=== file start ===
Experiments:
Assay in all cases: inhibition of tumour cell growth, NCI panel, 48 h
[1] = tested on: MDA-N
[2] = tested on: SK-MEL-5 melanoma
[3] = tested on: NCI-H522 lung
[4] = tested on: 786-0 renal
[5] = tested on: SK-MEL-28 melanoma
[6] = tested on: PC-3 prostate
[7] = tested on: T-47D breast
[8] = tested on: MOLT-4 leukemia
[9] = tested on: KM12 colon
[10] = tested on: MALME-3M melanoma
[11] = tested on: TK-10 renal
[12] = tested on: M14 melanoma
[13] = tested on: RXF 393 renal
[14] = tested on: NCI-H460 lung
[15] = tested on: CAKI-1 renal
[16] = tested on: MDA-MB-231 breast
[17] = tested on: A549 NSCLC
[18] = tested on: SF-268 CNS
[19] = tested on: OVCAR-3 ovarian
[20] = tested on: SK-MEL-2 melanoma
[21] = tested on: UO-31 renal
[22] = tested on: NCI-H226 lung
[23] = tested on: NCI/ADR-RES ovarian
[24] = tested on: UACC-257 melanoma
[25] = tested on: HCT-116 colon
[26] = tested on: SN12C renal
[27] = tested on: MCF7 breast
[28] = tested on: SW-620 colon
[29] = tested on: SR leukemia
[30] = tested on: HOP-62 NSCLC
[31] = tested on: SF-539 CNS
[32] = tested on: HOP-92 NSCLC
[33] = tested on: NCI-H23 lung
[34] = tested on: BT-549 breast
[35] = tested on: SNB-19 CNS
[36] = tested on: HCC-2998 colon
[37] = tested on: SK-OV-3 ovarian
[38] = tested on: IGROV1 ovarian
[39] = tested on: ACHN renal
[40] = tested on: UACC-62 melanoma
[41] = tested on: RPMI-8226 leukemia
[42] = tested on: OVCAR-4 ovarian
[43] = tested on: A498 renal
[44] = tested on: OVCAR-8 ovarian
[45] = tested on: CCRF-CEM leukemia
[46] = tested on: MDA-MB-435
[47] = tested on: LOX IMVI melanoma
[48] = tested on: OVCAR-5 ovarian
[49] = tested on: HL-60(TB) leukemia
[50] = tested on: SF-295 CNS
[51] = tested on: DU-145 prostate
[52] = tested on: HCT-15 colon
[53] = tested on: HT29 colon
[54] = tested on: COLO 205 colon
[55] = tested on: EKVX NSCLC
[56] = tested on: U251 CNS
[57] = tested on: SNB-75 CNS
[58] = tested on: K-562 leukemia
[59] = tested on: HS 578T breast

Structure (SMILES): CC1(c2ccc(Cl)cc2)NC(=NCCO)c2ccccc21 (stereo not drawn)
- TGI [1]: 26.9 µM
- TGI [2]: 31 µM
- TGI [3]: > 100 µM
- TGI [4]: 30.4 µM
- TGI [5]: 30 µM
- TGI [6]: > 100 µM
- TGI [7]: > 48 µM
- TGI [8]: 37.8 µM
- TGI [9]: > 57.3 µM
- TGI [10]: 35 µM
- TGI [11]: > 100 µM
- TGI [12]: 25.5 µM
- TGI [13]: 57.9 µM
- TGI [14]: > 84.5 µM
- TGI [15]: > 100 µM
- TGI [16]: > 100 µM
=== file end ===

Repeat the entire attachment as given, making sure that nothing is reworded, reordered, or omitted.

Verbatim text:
Experiments:
Assay in all cases: inhibition of tumour cell growth, NCI panel, 48 h
[1] = tested on: MDA-N
[2] = tested on: SK-MEL-5 melanoma
[3] = tested on: NCI-H522 lung
[4] = tested on: 786-0 renal
[5] = tested on: SK-MEL-28 melanoma
[6] = tested on: PC-3 prostate
[7] = tested on: T-47D breast
[8] = tested on: MOLT-4 leukemia
[9] = tested on: KM12 colon
[10] = tested on: MALME-3M melanoma
[11] = tested on: TK-10 renal
[12] = tested on: M14 melanoma
[13] = tested on: RXF 393 renal
[14] = tested on: NCI-H460 lung
[15] = tested on: CAKI-1 renal
[16] = tested on: MDA-MB-231 breast
[17] = tested on: A549 NSCLC
[18] = tested on: SF-268 CNS
[19] = tested on: OVCAR-3 ovarian
[20] = tested on: SK-MEL-2 melanoma
[21] = tested on: UO-31 renal
[22] = tested on: NCI-H226 lung
[23] = tested on: NCI/ADR-RES ovarian
[24] = tested on: UACC-257 melanoma
[25] = tested on: HCT-116 colon
[26] = tested on: SN12C renal
[27] = tested on: MCF7 breast
[28] = tested on: SW-620 colon
[29] = tested on: SR leukemia
[30] = tested on: HOP-62 NSCLC
[31] = tested on: SF-539 CNS
[32] = tested on: HOP-92 NSCLC
[33] = tested on: NCI-H23 lung
[34] = tested on: BT-549 breast
[35] = tested on: SNB-19 CNS
[36] = tested on: HCC-2998 colon
[37] = tested on: SK-OV-3 ovarian
[38] = tested on: IGROV1 ovarian
[39] = tested on: ACHN renal
[40] = tested on: UACC-62 melanoma
[41] = tested on: RPMI-8226 leukemia
[42] = tested on: OVCAR-4 ovarian
[43] = tested on: A498 renal
[44] = tested on: OVCAR-8 ovarian
[45] = tested on: CCRF-CEM leukemia
[46] = tested on: MDA-MB-435
[47] = tested on: LOX IMVI melanoma
[48] = tested on: OVCAR-5 ovarian
[49] = tested on: HL-60(TB) leukemia
[50] = tested on: SF-295 CNS
[51] = tested on: DU-145 prostate
[52] = tested on: HCT-15 colon
[53] = tested on: HT29 colon
[54] = tested on: COLO 205 colon
[55] = tested on: EKVX NSCLC
[56] = tested on: U251 CNS
[57] = tested on: SNB-75 CNS
[58] = tested on: K-562 leukemia
[59] = tested on: HS 578T breast

Structure (SMILES): CC1(c2ccc(Cl)cc2)NC(=NCCO)c2ccccc21 (stereo not drawn)
- TGI [1]: 26.9 µM
- TGI [2]: 31 µM
- TGI [3]: > 100 µM
- TGI [4]: 30.4 µM
- TGI [5]: 30 µM
- TGI [6]: > 100 µM
- TGI [7]: > 48 µM
- TGI [8]: 37.8 µM
- TGI [9]: > 57.3 µM
- TGI [10]: 35 µM
- TGI [11]: > 100 µM
- TGI [12]: 25.5 µM
- TGI [13]: 57.9 µM
- TGI [14]: > 84.5 µM
- TGI [15]: > 100 µM
- TGI [16]: > 100 µM